Internet connectivity and cellular service have been down in this eastern European nation since Sunday evening. The blackout is widely believed to be government-imposed—a result of widespread social unrest after a controversial presidential election saw “Europe’s last dictator” Aleksandr Lukashenko re-elected.
“The governmental monopoly on Internet connection sucks, because huge amounts of people in the country were totally disconnected,” Kiryl Laptanovich, a software developer working in Belarus, told Decrypt.
But savvy Belarusians have found ways around the outages. As well as using Tor as a bridge to access Internet services, locals have turned to virtual private networks (VPNs), the Telegram messenger app (which has been intermittently available), and Canadian proxy service Psiphon.
From near zero, last Saturday, use of the proxy service has surged to 12.42 million connections from Belarus, and the country now leads the world in Psiphon use.
Telegram is a popular coordination tool among protesters worldwide, and Belarus has proved no exception. People, unable to reach one another, have relied on popular bloggers and Telegram news channels. Over one million people now subscribe to NEXTA, which posts updates of protest activity and describes itself as “a decentralised media organisation of the 21st century.”
Custom-designed connection routes
Some, alert to the threat of an Internet shutdown after Sunday’s election, made early provision.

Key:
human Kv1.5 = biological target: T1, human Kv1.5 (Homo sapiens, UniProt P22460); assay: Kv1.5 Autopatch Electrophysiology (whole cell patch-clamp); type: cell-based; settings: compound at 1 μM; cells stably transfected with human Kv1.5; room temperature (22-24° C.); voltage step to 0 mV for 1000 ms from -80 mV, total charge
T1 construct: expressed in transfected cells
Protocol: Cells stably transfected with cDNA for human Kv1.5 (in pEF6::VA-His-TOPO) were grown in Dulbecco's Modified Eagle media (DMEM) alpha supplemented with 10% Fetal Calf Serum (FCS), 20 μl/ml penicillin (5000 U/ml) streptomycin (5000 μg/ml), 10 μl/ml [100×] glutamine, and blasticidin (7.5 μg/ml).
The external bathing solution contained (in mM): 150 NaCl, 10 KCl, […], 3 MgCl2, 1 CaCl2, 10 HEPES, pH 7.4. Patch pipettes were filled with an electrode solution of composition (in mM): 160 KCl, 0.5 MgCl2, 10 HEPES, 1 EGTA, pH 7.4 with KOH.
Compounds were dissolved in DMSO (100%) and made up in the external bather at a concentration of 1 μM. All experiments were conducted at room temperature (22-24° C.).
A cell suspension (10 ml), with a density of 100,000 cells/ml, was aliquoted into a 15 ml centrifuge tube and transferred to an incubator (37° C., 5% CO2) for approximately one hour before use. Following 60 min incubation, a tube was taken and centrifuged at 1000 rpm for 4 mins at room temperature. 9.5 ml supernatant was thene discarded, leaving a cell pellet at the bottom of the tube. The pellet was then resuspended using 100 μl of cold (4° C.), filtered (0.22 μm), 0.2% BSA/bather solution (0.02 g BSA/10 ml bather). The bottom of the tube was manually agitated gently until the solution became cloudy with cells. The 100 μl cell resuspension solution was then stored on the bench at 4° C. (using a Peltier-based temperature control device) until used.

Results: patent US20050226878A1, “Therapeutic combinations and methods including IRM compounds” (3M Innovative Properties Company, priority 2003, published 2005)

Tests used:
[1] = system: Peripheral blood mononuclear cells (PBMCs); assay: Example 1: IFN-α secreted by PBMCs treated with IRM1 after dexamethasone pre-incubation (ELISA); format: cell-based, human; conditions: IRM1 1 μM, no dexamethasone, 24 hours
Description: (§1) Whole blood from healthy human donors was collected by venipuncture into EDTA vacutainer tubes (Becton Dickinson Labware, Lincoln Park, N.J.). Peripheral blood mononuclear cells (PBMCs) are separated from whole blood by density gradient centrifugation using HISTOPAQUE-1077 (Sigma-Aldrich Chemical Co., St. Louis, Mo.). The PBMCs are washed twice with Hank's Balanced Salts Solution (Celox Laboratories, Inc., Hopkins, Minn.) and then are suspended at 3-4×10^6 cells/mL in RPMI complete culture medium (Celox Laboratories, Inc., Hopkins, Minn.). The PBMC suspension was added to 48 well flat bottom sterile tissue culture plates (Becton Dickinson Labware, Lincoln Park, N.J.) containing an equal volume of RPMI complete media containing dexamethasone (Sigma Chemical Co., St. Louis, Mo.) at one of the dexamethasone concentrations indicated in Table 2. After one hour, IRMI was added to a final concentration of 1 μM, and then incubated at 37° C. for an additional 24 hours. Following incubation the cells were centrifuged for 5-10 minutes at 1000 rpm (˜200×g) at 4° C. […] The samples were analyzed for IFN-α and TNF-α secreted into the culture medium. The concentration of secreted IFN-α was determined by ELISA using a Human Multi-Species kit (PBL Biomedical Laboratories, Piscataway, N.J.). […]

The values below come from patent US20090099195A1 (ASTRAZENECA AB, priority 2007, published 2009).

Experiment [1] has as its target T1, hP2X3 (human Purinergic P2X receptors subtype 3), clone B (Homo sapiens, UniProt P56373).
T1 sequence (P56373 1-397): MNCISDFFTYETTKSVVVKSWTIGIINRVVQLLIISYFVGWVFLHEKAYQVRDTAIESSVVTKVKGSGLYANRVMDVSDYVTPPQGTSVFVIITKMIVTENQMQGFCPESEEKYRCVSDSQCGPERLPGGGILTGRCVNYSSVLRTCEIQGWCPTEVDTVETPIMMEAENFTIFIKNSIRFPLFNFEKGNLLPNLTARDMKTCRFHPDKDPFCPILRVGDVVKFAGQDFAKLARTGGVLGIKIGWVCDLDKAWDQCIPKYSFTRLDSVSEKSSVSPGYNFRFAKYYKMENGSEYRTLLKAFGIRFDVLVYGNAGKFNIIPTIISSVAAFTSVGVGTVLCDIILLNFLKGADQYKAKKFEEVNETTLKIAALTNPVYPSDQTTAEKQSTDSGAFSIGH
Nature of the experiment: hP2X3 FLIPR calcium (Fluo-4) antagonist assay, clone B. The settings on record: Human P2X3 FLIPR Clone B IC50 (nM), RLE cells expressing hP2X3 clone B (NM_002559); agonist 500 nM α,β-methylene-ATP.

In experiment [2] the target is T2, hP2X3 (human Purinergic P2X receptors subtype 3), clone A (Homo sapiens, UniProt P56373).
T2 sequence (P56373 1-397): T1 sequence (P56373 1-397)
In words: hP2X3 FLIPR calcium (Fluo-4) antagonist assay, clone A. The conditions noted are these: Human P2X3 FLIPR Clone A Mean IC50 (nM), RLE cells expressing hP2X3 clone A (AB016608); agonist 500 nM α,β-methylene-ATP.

Laptanovich works with a developer team called CyberCongress, which is creating decentralized search on top of Cosmos blockchain. The team made preparations for the outages over the weekend.
“We have redelegated the biggest part of the stake out from the country to foreign nodes to make our chain more sustainable and resistant,” the developers tweeted on Sunday.
Currently, most Belarusian developers are using a VPN, which has been working, said Laptanovich. If the Internet outages continue, he’s considering using a mesh network. These are made up of nodes that can send and receive messages and connect directly to one another. The most popular, goTenna, uses ultra-high radio frequencies.
In case of a total Internet shutdown, only access to satellite internet is available, or custom-designed connection routes via neighboring countries using mobile service and WiFi. But the former is expensive and the latter requires some tech skills.
So, families and groups have been pooling together to create initiatives to unlock their Wifi, using wired instead of digital connections, said Laptanovich.
However, a big limitation is the high cost and availability of useful hardware in Belarus. Even an ordinary Raspberry Pi is prohibitively expensive for the average Belorusian and must be ordered from Europe or China.
Laptanovich is concerned about the negative impact on the country’s IT business the Internet shutdown will have. Employing Belarusian software developers has become a popular among US based companies, seeking remote employees.
Internet shutdowns: gaining in popularity
Experts warn that a centralized infrastructure (as is the case in Belarus) makes it much easier to shut the Internet down—a measure already employed in India, Pakistan, Turkey and other countries at times of civil unrest.
Lukashenko has denied responsibility for pulling the plug on the Internet. Instead, he’s blamed the outages on distributed denial-of-service (DDoS) attacks from abroad, without presenting evidence.
“The policy of internet shutdowns is gaining popularity around the world,” Lukasz Olejnik, an independent cybersecurity researcher and consultant told Wired.
But, Belarus-based journalist, Franak Viačorka reported that some Internet activity had been restored—but not access to news sites. “It looks like authorities want people to know about the unprecedented police brutality last night,” he tweeted.